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Lack of dispatchers no longer the only reason the T can't run as many trains

WFXT reports the MBTA is now close to having the minimum number of dispatchers it needs to restore more frequent service on the Orange, Red and Blue Lines, but that now it also doesn't have enough cars and drivers for them.



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They probably were never planning to go back to the old run times. The Orange Line is so packed now because of it. I try to wait to see if there is a less crowded train. It sometimes works.

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Announce some very temporary, short term cutbacks or changes that they say are urgently needed while some very specific problem gets resolved. But promise service will be greatly improved just as soon as the fixes are made.

Then they slowly expand the scope of the problems they are trying to solve. The specifics stop being mentioned.

Then they stop providing a timeline when the temporary changes will end. It slowly changes from a number of weeks, to a number of months, to whatever season is 6 months away.

Then they stop referring to the changes as temporary although still leave the signage up that makes reference to the past.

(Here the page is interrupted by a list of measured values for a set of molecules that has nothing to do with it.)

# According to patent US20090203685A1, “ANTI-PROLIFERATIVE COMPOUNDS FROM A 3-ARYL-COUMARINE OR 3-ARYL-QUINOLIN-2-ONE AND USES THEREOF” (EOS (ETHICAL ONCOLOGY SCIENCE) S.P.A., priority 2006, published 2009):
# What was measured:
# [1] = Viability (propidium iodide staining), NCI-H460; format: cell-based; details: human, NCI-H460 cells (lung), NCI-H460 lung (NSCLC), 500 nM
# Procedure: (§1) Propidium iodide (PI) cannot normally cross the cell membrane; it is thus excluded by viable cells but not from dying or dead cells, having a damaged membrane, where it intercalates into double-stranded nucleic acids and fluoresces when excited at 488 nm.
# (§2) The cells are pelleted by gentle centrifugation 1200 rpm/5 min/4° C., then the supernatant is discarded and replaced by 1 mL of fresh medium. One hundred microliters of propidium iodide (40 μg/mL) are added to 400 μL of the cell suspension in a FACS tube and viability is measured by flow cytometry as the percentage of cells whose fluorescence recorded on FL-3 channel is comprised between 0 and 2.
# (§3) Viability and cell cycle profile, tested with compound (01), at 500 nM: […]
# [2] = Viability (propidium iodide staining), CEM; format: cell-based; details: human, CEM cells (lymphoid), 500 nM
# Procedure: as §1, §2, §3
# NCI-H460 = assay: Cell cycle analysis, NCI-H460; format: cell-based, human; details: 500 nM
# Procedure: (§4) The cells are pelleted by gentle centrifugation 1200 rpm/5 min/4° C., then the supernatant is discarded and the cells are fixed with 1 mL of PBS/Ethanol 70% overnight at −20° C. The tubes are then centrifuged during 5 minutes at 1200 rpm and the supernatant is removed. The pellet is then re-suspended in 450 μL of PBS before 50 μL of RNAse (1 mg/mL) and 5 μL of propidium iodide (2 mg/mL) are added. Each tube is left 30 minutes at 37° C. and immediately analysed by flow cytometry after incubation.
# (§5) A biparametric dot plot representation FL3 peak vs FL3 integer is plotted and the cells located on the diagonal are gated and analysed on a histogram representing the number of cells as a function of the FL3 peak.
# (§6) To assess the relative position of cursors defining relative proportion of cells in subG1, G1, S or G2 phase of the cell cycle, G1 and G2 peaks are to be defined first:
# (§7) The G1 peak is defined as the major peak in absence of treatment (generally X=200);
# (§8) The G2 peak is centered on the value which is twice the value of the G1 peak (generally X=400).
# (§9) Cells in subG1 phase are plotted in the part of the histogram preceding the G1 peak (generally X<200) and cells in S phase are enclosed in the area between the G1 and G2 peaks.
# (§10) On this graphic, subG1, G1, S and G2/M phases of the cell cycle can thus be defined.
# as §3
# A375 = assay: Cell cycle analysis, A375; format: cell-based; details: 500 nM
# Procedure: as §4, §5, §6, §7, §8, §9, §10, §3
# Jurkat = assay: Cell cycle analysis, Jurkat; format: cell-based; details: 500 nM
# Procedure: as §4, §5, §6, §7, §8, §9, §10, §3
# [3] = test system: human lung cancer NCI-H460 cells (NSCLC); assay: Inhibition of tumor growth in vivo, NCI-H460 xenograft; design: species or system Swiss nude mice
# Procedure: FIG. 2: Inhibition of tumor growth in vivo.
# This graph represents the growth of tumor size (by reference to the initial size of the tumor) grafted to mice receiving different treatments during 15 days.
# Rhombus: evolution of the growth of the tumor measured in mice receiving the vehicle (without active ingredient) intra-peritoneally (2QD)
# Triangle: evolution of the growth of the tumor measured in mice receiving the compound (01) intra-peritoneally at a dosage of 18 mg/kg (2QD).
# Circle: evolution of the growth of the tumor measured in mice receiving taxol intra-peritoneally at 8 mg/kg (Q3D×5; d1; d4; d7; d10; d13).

Then the signs come down.

Year or decades later, announce some very temporary, short term cutbacks or changes that they say are urgently needed while some very specific problem gets resolved. But promise service will be greatly improved as soon as the fixes are made....

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But, not for nothing the MBTA does have very real and very publicized problems in running more Orange Line service and are between a rock and a hard place. They simply do not have enough new rolling stock from CRRC to run a better schedule, and the old rolling stock is prone to things like random combustion making running them an even worse idea. Added on to that the documented issues and shit show that is CRRC and the fact they hadn't, until last week, received new cars in 6+ months when already behind schedule adds the icing on the cake. The good news is they did start receiving more cars (as could be seen by the one rolled over on 495), but it's super far behind. In theory, if the order wasn't just a catastrophe the MBTA ends up with an expanded OL fleet for better than pre-pandemic headways.